Lair - updated hands-on

It was also during the river raid that we got our first glimpse of the Mantas, huge creatures used as living transports that look like a cross between a manta ray, a crocodile and a giant floating whale. They blew up with spectacular, fiery spasms as the gases that kept them airborne ignited, but later on, we actually had to protect a bunch of these giant, dumb air-cows from an even bigger monster. This style of gameplay is more commonly known as the "pain in the ass," although it's a burden we'll gladly shoulder if it means we get to make warships explode (making the water even choppier for their comrades) and wreak havoc in giant stone cities.

It's just a pity that we won't be able to share that experience with other players, as we're told there'll be no multiplayer, online or otherwise. Even with the promise of "new gameplay systems" introduced every few levels, the lack of player-vs-player dragon dogfights is a letdown. But at least by the time it's out, we should have Warhawk to satisfy any multiplayer cravings.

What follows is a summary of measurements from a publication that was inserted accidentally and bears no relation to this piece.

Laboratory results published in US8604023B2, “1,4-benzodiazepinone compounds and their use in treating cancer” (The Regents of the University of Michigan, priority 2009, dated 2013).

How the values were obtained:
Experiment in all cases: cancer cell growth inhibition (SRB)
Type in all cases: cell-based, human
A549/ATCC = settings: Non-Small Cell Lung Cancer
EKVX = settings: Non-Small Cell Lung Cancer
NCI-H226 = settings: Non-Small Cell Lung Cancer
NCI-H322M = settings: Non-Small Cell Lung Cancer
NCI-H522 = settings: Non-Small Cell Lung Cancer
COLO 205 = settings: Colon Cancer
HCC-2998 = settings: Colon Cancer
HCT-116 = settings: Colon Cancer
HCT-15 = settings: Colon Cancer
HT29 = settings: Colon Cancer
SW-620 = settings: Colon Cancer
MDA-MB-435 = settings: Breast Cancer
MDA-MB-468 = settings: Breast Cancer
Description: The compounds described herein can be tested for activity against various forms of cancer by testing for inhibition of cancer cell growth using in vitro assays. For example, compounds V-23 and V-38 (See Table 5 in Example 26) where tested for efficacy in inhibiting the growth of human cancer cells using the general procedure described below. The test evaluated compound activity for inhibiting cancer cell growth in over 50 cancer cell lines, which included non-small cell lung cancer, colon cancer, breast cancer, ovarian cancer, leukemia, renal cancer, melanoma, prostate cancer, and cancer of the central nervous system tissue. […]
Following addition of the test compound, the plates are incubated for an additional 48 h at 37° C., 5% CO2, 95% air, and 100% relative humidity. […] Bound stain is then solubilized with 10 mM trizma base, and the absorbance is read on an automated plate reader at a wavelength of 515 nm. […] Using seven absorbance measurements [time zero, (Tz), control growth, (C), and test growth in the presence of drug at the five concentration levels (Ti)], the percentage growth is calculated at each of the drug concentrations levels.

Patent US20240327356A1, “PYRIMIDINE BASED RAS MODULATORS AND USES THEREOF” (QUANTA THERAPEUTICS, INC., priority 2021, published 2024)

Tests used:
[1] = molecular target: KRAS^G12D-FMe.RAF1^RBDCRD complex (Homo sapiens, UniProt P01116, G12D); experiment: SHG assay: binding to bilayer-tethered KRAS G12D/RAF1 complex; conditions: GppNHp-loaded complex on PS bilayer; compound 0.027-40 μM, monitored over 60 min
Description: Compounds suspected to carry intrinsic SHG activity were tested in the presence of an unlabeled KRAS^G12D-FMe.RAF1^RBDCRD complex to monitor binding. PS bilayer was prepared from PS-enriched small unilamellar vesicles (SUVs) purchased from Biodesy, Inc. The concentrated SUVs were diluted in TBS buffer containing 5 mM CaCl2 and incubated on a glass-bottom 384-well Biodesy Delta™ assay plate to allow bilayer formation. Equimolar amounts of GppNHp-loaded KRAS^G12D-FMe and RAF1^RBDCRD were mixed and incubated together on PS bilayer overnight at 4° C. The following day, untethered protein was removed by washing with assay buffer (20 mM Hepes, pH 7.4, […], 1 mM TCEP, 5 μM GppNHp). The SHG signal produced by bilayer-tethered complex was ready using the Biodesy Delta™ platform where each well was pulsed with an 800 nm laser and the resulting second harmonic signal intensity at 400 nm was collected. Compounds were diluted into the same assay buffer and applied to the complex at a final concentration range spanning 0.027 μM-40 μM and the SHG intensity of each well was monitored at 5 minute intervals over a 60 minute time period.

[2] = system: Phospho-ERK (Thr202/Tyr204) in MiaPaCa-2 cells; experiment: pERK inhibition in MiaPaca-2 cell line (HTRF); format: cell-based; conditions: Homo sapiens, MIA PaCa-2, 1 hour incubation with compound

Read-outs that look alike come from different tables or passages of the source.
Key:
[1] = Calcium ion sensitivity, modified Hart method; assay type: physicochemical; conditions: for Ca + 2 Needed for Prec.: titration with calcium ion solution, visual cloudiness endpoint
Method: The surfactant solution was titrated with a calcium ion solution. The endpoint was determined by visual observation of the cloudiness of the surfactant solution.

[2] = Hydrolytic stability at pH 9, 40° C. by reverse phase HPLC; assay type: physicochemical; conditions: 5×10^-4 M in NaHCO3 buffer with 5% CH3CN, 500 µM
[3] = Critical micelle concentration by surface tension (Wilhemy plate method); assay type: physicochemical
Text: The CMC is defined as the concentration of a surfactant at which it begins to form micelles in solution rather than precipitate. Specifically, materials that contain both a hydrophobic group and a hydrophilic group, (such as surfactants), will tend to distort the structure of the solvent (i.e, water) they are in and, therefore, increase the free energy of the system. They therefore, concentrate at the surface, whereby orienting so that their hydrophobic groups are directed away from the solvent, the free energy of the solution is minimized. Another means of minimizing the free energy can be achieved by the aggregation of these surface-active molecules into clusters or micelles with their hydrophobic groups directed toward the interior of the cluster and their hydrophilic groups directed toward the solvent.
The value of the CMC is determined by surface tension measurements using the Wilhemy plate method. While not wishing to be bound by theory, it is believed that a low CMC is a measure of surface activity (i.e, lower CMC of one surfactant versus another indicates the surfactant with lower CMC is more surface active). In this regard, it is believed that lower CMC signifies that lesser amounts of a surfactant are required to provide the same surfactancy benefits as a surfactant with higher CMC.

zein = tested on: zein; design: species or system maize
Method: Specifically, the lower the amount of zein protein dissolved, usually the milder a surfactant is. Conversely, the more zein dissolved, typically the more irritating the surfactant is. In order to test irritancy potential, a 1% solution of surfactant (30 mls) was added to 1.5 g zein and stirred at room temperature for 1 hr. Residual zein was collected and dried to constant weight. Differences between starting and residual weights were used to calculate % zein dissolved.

So far, Lair is off to an impressive - if rocky - start, and it remains one of the few exclusive bright spots for PS3 owners in the months ahead. Riding a dragon freely around the game's gigantic, ornate levels is an incredible feeling, the pace is fast and chaotic, the destruction is explosive and Rogue Squadron developer Factor 5 is at the helm. With all that in the game's favor, we're confident Lair will kick some ass for the PS3 when it arrives in July.

Mikel Reparaz
After graduating from college in 2000 with a BA in journalism, I worked for five years as a copy editor, page designer and videogame-review columnist at a couple of mid-sized newspapers you've never heard of. My column eventually got me a freelancing gig with GMR magazine, which folded a few months later. I was hired on full-time by GamesRadar in late 2005, and have since been paid actual money to write silly articles about lovable blobs.